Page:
I wish I could say that, in spite of all that nastiness he dealt with, he showed us all by being a model soldier. But that's not true. There were times when he was so scared that he wouldn't budge from his foxhole, even though he could throw electricity from his hands.

But then there were times when he was the first one around the corner and telling us ladies to back him the !@#$ up before he shot our asses, himself. There was the time he saved my life, just as there was a time that I saved his. Because he was a comrade, and because he was a buddy.

And I wish there was a childrens' picture book ending, here. I wish I could say he knuckled down and got plucky and showed us all. I wish I could say that, one day, he did something so monumental and stupendous that it shut up all the racists and idiots and we all went home friends, which is what's expected of the "Greatest Generation," and all.

But that's not what happened. What happened is that the war went on, and he fought in it, and then one day the war was over and we went home.

Some of us, anyway. Not all of us. Out of the ten men and two women who survived Camp Rogers, only seven of us came back from the fighting. The others are buried here, in one form or another. 

We're going to be laying Melanie within eyeshot of Robert, here, today. His first wife, Janie, is buried somewhere west of here. I'm told her and Melanie were well-acquainted, and that, when she was growing up, she used to sneak over there and talk to Aunt Janie about her ex-husband, and all the things that he wouldn't tell his daughter just yet.

Like things he regretted. Things he never put in his book. Things he never wanted to tell anyone who wasn't there.

I only knew her for 24 hours. I spent most of that day drunk and getting ready to lead people into battle, which can be done sober or otherwise, and I always choose otherwise for reasons that are both highly personal and highly classified.

But I remember asking her why she was there. And I remember she told me "I want to make my daddy proud. He never told me, but I know that he was sad that they didn't get them all at the end of the war. There were too many of them left, out there, and they couldn't catch them all. And I know he was upset that sometimes they even let them go, just so they could play their dumb-ass games with each other."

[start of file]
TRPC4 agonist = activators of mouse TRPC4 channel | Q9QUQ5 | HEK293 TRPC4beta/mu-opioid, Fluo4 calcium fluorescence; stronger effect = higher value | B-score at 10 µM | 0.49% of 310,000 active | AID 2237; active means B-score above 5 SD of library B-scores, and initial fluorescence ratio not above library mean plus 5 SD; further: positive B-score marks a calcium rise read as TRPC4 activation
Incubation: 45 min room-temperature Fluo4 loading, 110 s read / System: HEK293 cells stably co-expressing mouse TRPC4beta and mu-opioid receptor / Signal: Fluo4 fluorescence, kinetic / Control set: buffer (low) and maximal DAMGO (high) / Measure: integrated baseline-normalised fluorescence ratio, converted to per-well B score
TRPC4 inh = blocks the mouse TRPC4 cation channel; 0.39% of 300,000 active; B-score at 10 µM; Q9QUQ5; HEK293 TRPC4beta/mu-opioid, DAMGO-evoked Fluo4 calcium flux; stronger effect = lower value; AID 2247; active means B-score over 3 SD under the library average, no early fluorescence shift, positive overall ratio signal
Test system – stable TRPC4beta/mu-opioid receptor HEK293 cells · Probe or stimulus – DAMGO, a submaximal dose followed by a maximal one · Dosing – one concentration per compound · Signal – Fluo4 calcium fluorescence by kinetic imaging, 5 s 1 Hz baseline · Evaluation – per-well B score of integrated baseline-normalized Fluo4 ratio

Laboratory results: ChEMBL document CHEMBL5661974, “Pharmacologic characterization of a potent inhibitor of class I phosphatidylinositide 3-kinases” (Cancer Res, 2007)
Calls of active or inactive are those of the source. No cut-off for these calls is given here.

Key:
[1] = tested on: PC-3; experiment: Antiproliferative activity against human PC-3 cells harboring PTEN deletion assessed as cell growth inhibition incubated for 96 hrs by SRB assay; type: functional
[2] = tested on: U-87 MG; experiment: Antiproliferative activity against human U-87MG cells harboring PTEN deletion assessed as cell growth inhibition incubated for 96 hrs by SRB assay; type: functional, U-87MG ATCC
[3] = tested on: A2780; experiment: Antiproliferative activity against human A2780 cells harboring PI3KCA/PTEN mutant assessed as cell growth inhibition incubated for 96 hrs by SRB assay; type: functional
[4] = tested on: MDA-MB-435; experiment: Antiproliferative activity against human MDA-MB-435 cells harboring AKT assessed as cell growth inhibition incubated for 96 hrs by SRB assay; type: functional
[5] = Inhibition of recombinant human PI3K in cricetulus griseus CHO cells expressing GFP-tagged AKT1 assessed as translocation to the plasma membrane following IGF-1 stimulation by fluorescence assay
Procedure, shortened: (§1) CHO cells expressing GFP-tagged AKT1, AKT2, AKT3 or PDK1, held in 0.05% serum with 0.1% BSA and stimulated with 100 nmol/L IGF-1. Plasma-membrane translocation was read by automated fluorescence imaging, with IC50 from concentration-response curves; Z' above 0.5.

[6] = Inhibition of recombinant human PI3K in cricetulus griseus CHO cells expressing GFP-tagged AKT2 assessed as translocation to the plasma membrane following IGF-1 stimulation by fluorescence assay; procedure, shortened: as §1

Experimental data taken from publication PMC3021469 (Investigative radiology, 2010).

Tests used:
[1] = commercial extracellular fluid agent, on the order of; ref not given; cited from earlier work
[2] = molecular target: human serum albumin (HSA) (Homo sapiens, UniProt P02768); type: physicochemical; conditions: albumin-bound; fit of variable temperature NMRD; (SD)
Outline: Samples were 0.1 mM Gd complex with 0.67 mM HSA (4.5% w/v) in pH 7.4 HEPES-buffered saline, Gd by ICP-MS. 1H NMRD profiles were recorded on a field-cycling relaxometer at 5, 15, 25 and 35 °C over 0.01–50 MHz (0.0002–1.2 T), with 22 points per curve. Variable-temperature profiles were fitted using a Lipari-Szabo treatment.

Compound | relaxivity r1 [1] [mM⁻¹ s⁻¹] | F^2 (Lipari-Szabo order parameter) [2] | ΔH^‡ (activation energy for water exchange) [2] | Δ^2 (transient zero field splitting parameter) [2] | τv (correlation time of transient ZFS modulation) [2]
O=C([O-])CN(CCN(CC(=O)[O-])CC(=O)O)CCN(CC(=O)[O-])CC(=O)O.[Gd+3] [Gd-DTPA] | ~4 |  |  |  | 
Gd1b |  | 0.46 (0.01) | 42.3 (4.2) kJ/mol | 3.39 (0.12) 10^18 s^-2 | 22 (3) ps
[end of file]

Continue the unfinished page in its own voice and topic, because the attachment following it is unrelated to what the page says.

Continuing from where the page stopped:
She told me: "If he was still alive he'd want to be here. But he's gone, now. So I'm going to finish this for him. I'm going to be his hands. I'm going to finish the job for him."

"I'm gonna do right by my daddy." 

And she did. She ran right up to the first big target she saw, firing all she had, and screaming "this is for Lieutenant Lightning, you Nazi !@#$"


Not the most dignified of final words, but I'll tell you this: if and when I ever go out, that's how I want to go out. Shooting down someone's unfinished business for them, and laughing as I do.

Earlier in this, I told you that money is just paper with some dead person on it. That's true. But what makes money money is the value we give that paper. Even if it's just fancy paper, it isn't worth any more than its materials unless we all acknowledge that it means something.

It's the same with a person's life. We can look at someone and focus on the differences. Or we can celebrate those differences and be glad they add to the whole. We can take a man's hand in the heat of battle and say that, no matter how dissimilar we are, we're here now, together, as one, and that means something greater than us both.

Greater than us all.

I've been a god for a long time, now. I don't have all the answers. I don't know all the questions. But I know that, sometimes, when you're on the other side of things, you get a choice between moving on or coming back. But the coming back's something of a crapshoot. Maybe you're poor in Neo York. Maybe you're rich in Jakarta. Maybe you're a buffalo in Idaho.

Melanie, you never knew your father like I knew your father, but if he was watching, and not chewing cud in Boise, he'd have been proud. You done right by your daddy.

Rest easy. Rest well.